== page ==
Showing posts with label free. Show all posts
Showing posts with label free. Show all posts

Tuesday, October 23, 2018

"Can’t Buy Me Love" by Martin Humphries

Can’t Buy Me Love
by Martin Humphries

Can’t Buy Me Love by Martin Humphries

Can’t Buy Me Love is the first book in The Cost of Loving series by Martin Humphries. Read an excerpt below and download your FREE copy today. Also available: Love For Sale, Free Love, Love Don't Cost A Thing, The Price of Love, and Love Hurts.

It’s the sixties, and London might be swinging, but not for our girl Edith. Raised in a miserable home full of anger and hate, life for poor Edith seems to hold little hope. But she finds plenty when she teams up with her older gay cousin, Ronnie, who makes her his mission with a plan to re-shape her into the fabulous young woman he knows she deserves to be.
Once free of her father and her weak, defenseless mother, her transformation is swift and dramatic. Suddenly, life is an exciting adventure, full of twists and turns, as Edith’s coming of age becomes a roller-coaster ride of glorious highs and frightening lows, including a father who comes back to haunt her. But where will it take her, and how will it end? Who will win, and who will lose?
This Can’t Buy Me Love Bonus Edition offers the first two of six volumes in The Cost of Loving series. If you like stories of success over adversity, family dramas and sexual diversity, then you will love Martin Humphries’ bitter-sweet voyage of discovery through some of the most exciting years in living memory. Years chock full of changes of every kind, when being gay usually spelt trouble with a capital T.
Start traveling this fascinating journey through the 60’s, 70’s and 80’s today by buying Can’t Buy Me Love, and follow Edith through London, Europe and Hollywood, over two decades, as she matures from troubled teenager to famous beauty.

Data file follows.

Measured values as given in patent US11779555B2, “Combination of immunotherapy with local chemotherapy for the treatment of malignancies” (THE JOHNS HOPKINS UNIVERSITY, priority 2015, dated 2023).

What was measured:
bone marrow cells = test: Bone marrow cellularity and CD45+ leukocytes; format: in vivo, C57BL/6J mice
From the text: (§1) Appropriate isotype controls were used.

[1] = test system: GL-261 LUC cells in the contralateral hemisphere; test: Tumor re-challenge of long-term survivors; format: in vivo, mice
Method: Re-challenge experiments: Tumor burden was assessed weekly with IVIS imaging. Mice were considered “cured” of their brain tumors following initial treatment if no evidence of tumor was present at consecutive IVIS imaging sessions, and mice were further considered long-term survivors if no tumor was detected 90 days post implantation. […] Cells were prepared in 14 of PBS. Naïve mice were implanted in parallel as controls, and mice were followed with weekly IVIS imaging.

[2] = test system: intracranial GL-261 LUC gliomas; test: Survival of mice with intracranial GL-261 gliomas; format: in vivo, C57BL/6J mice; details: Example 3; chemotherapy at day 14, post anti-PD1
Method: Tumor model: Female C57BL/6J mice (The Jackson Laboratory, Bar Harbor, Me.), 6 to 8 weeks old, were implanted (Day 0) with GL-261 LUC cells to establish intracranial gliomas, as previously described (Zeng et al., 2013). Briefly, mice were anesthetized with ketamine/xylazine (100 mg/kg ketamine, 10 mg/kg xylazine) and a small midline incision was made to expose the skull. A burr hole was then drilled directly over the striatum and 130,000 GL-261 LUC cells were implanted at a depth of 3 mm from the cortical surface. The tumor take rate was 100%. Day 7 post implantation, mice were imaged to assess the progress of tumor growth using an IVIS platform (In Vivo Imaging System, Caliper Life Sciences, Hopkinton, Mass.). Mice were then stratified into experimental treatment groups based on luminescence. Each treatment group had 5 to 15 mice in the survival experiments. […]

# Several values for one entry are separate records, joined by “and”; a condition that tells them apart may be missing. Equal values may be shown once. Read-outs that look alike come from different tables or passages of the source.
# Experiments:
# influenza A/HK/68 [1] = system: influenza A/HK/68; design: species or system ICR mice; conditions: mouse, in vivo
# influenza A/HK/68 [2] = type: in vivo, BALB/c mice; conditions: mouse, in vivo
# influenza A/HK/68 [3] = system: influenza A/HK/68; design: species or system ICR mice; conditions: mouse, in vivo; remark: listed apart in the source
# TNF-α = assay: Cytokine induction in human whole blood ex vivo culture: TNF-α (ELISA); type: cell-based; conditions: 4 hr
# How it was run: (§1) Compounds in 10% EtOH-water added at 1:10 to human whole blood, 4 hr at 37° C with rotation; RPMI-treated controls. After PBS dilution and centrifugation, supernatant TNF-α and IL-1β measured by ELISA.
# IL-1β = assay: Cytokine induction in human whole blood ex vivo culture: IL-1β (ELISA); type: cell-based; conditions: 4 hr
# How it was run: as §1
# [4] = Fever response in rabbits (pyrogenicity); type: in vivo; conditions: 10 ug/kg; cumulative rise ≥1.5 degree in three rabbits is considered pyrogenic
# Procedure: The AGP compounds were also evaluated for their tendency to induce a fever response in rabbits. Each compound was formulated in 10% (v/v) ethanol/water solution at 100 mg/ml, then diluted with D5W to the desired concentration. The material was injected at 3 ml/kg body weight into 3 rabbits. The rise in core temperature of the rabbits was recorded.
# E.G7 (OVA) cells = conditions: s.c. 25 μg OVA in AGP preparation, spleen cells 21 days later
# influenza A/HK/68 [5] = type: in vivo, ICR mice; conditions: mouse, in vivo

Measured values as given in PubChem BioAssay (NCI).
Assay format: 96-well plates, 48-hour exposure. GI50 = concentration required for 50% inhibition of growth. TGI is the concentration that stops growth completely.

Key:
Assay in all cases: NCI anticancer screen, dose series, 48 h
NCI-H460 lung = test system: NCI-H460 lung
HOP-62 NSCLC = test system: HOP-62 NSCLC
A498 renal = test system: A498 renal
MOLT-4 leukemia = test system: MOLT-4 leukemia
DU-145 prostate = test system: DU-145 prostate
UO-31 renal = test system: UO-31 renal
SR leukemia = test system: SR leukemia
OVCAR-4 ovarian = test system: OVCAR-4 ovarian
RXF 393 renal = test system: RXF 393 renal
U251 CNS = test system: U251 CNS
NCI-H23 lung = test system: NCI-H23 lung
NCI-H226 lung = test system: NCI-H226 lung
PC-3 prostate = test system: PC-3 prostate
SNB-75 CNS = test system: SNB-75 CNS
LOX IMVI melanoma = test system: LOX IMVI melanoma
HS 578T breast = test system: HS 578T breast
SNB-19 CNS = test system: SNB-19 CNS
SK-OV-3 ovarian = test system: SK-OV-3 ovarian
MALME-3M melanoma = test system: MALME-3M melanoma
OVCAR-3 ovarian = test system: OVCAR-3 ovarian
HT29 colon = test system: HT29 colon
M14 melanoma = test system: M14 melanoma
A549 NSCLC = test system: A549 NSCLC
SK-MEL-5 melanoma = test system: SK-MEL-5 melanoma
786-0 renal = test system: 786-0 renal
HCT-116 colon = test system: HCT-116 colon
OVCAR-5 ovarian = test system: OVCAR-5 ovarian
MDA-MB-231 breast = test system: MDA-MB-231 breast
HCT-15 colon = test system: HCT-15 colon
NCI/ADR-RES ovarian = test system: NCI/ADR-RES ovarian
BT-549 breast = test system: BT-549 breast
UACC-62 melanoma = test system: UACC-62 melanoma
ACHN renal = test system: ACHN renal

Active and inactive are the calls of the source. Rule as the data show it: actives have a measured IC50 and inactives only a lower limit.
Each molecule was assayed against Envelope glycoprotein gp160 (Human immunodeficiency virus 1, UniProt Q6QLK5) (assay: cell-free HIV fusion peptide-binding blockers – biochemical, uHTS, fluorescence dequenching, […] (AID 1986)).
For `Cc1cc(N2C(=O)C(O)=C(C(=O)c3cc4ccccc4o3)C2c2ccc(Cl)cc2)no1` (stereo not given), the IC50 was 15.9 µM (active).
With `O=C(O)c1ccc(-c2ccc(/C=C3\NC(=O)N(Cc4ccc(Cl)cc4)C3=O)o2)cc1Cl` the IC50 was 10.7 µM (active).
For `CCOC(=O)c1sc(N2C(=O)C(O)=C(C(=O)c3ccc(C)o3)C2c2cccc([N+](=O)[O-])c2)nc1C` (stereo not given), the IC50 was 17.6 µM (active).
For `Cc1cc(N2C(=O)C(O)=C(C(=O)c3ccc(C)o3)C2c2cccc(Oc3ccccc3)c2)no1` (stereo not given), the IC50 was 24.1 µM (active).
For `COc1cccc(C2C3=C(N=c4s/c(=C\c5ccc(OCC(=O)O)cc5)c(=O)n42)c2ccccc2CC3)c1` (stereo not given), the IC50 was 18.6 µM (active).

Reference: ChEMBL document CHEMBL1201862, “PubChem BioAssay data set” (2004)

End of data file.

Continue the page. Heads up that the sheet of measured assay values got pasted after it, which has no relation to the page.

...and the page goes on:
Ronnie’s Story …
“Do you think he’s diddling her?” Mum asked one Sunday as we all sat quietly eating our roast dinner.
I liked to come home for those as often as I could because - well, let’s face it - I was a young man living on my own and, of course, I couldn’t cook for toffee and certainly not like my mother could. Normally, the conversation was idle at best, but not today.
Something was niggling at her.
“Well, that makes a change from ‘pass the gravy’, I suppose. You’ve got my attention.” That was my father. He, normally, just liked to eat and not get involved in issues that might divert him from concentrating on his food, especially Sunday lunch.
We both stared at her.
“Well, it’s just that I was talking to Evey yesterday and she was quite angry about Billy. She never gets angry about Billy. She’s a total softy where that husband of hers is concerned, but she’s worried about Edith, I can tell. For somebody who keeps her blinkers firmly in place that only means more trouble as far as I’m concerned.”
“Yes, but that doesn’t mean that he’s being a naughty boy with his own daughter. Honestly, I don’t know where you get these ideas from sometimes, Stella, I really don’t.” Dad was rolling his eyes.
“From my brain, Freddie. From my brain. Where I do my thinking, which is what you should be doing sometimes. This is family we’re talking about. My family. My sister.” Mum wagged her fork at dad’s face and poked her tongue out at him. “You should show more concern. Anyway, I’d bet you the crown jewels that that’s behind all this.”
“That he’s diddling his own daughter! You know as well as I do that he’s made his mind up she’s not his. Are you going to change that for him? Good luck!”
“You don’t believe that, do you?” I chimed in.
“It doesn’t matter two figs what I believe, Ronnie. It’s all about what your uncle Billy thinks and if that’s what he thinks then nobody’s going to change his mind for him. Only he can do that. But, knowing him, I bet he’s taking it out on Evey - and Edith, poor thing - just to get his own back.”
“I hate to say this but she’s no catch, Mum. Why would anybody have a go at her?”
She rolled her eyes. “It’s got nothing to do with her looks. It’s all about vengeance. He’s getting his own back the only way that bastard knows how to.”
“Stella, language at the dinner table.”
That was my dad again.
Silly arse.
“Dad, we’re all grown up here, don’t forget. I think we can have the odd bastard over the dinner table and an occasional bugger and shit.”
“Ronnie that’s enough.”
My mother this time.
Silly cow.
“I swore because I’m upset. You know how I am when we talk about that pig and my sister and the miserable life he’s created for her. For them. And besides, Edith wasn’t always like that and that’s what makes me wonder.”
“Wonder what?”
“What he’s done to her, silly! To turn her from a kid who was full of life to that drab and lifeless rag of a girl she is today.”
And that, I had to admit, was true.